Also like the Internet, Bitcoin uses software that does not require a licence to operate and which can be freely used and adapted by anyone. This type of software is frequently called ‘open source’.
The key is, whatever software is used none of them change the basic structure or existence of the Internet. And so it is with Bitcoin.
Software programmers can download the coding that supports the exchange of Bitcoins and offer improvements to the way it works with thousands of contributors supporting the network.
It sounds like a free-for all: how secure is Bitcoin?
This is a common question. But it is the nature of how they work that give cryptocurrencies such a relatively high level of security.
Imagine you have a shopping list held online. On its own, it’s vulnerable to hackers who might break through your security barriers and mess around with your shopping list.
To prevent this, you could have everyone in your family keep a separate online copy of your shopping list in completely different locations on the Internet.
Each version of the shopping list can be compared to every other version so that if a lorry-load of marzipan suddenly appears on one of the lists, this is obviously a result of unwelcome interference. It is removed and the shopping lists all tally once more.
While it’s simple for a hacker to corrupt one or two versions of the shopping list, the more copies of the shopping list in existence, the harder it is to corrupt all of them consistently.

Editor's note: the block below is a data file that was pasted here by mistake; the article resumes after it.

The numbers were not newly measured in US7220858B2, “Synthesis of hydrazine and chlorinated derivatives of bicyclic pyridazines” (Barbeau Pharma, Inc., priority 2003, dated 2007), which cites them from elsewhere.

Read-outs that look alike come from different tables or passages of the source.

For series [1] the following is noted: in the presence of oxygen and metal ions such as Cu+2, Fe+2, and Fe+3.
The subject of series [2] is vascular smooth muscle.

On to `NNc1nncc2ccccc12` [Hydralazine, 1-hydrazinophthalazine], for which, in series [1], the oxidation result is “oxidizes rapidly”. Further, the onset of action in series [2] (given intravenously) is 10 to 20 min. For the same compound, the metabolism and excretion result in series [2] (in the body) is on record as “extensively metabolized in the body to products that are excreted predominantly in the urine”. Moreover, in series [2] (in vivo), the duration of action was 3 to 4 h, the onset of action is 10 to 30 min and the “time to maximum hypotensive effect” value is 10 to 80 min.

With Bitcoin, every transaction that takes place is recorded on a ledger, and that ledger is duplicated thousands of times across Bitcoin users the world over. This makes it far more trouble than it’s worth for a hacker to try to corrupt.
This ledger history and the system that monitors the consistency of the records across its numerous versions, is referred to as “Blockchain”.
How do you buy or sell Bitcoins?
You get hold of Bitcoins by installing a programme (an application or ‘app’) on your phone or computer, or by creating an account online. This application is called a “Wallet” for obvious reasons.
Wallets are free to download and access and typically take a couple of minutes to install. Each wallet requires an email address, a password (measured for how difficult it would be for someone to guess) and a PIN code (i.e. a four-digit identification number).
Once that’s done, you can upload traditional fiat money (pounds, dollars, euros etc.) to the wallet and use that to buy Bitcoins through an exchange or directly from other holders.
It takes an average of 10 minutes for each purchase or sale of Bitcoins to be confirmed. This allows time for other copies of the Blockchain to confirm that the transaction is valid (the seller really does own the Bitcoins), and to record the transaction in all versions of the ledger
What’s in it for the software providers?
To begin with, Bitcoins, after that, fees.
The system is set up so that the people who provide software services either in the form of wallets, exchanges or online storage, can earn Bitcoins (or bits of Bitcoins) once they’ve delivered a prescribed level of service.